Hi folks new to forum here. Finding a lot of good information. My daughter has been pitching since she was 10. We live all the way up here in Maine. She is a dominant pitcher in this area at the 14u level freshman in hs. Basically has three pitches fastball around 52-55 mph - dropball - and knuckle change. up. Well really just two the fb and db have the same type of movement (down and away to a righty. Just wondering how she compares to other girls her age. She aspires to pitch at the cellege level is that realistic?
Based on what I have seen the answer is "it depends".
Has she physically matured most all the way already (muscle development) and this is the speed she has maxxed out at?
Does her pitches have "late-break" that is a somewhat magical thing it seems.??
What level of competition is she dominating at? Has she played national level Travel Ball?
I would think that if she already dominates and is at that development level she could at least play D3.
Then some guess from me on the scale:
My thoughts are that she's got to be in the low 60's (max) for low-mid D1.
Gotta be mid-upper 60's and great breaking pitches for high D1.
Somewhere in-between are the D2-ers. There are a load of upper 50's to low 60's pitchers in this country.....
That speed is right within the average range for pitchers her age. It isn't on the fastest side and it isn't on the slowest side.
The "collegiate level" varies quite a bit. There are many JC and NAIA schools that would be perfectly content with a pitcher who is just a bit faster then your daughter is at 14. For a D1 school, most will say that 60mph is the absolute minimum, but even this varies.
Tell her to keep working hard and chasing her dreams and aspirations. There is a recent grad from our travel program that plays infield up by you for the University of Maine. She's about 5 feet tall, but plays like nobodies business and has a great work ethic. She comes back to coach with us each summer. If you'd have asked me if a 5 foot woman could play infield for a D1 school, I'd have told you no.
Your daughter still has a lot of time to improve and pick up speed. Speed comes by perfecting mechanics and training the body. If she works on those two things, has a good attitude, and puts in the proper effort, she'll be just fine.
What level competition does she play? If she a first year or a second year 14U? How big is she? Is she still growing? It is very difficult to say which girls will and will not end up pitching in college. I just found out yesterday that the girl who was one of the best pitchers in our area at 10U and 12U has given up softball....so, anything can happen! If she truly wants to pitch in college then tell her to work hard and her dreams can come true!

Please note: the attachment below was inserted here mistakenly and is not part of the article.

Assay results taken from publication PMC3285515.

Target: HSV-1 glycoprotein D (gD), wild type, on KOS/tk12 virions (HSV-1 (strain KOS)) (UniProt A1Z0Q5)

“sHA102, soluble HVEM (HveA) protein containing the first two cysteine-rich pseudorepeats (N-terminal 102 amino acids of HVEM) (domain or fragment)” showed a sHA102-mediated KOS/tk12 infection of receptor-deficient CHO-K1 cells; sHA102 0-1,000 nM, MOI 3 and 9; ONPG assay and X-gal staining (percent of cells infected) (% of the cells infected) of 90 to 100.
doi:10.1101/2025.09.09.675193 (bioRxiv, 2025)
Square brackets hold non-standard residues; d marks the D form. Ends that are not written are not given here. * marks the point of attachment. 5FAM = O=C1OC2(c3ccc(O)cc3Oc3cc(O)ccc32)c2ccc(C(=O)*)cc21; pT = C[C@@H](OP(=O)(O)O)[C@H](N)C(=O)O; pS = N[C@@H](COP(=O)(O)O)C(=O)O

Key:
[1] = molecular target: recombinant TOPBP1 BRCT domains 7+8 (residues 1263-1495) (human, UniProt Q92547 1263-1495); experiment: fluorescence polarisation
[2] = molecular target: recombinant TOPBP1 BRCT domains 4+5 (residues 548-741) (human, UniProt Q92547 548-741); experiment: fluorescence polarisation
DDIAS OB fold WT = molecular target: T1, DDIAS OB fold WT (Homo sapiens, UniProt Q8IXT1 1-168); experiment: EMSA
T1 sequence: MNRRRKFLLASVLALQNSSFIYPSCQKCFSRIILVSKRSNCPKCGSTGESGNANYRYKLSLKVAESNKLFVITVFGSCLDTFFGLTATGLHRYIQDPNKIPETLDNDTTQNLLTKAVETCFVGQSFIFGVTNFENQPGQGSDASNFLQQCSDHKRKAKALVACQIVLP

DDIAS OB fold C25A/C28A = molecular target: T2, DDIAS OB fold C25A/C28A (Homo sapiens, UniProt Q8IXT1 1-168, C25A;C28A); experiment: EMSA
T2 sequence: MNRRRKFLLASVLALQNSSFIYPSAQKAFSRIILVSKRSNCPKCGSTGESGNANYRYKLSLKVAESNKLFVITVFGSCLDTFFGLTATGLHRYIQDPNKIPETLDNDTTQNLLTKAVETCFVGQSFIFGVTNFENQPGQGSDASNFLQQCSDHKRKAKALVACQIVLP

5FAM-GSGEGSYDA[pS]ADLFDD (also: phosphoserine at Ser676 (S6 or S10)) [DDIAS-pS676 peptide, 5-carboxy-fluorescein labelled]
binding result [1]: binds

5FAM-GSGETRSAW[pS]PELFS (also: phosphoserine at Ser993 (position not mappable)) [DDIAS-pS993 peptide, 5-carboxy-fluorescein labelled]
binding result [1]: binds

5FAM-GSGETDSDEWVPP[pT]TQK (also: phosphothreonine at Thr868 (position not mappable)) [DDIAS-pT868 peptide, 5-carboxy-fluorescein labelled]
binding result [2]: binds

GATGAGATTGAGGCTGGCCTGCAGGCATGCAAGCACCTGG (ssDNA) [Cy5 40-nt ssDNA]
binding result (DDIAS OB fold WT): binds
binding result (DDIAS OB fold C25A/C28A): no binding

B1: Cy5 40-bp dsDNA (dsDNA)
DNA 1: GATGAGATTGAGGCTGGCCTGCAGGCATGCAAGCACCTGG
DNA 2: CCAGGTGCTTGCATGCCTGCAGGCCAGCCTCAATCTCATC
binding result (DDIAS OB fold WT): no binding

Thank you for the replies. She is about 5'5" about 110 lbs soaking wet! LOL she plays JO travel ball been to a few out of state tournament s and have done well. She will be a 2nd year 14 this year but will be playing up at 16u. Her idea. Wants to be starting varsity pitcher at her hs and thinks the only way to get better is to face the older stronger girls.
She is correct that the only way to get better, aside from practice practice practice, is to face better competition. Good for her that she has high goals like wanting to be the starting varsity pitcher and playing college softball!
A 55 mph fastball at 14U is a good speed, not the fastest, but far from the slowest. Does she have a good, reputable pitching coach? If not, she needs one. She will need very good mechanics to push or pass that 60 mph mark.
College softball can be a reality for any softball player who wants it. A full ride is not a reality for most but between athletic money and academic money the college experience is in reach of most kids. There are sooooo many different levels of college softball from DI to low level JC. There are many levels of competition at each level, most DI programs couldn't compete in the WCWS.
Have fun with your DD and try to have fun as a pitcher's dad The ride is rough but fun fun fun if you let it be!
After speaking to many DI coaches, I've come to believe that speed is overrated to a certain extent. As most coaches and folks on this site know, pitch speeds as displayed on ESPN are inflated by 3-5 mph. Van Studemann will tell you that when Kelsi Dunne arrived at Alabama she topped out at 58 on the gun. What she did have was great control and spin/movement. She was able to add speed and become the best pitcher in Tide history. When I played baseball, I could always adjust and hit speed. What I had problems with was location and movement. I'm sure it's not much different in FP softball.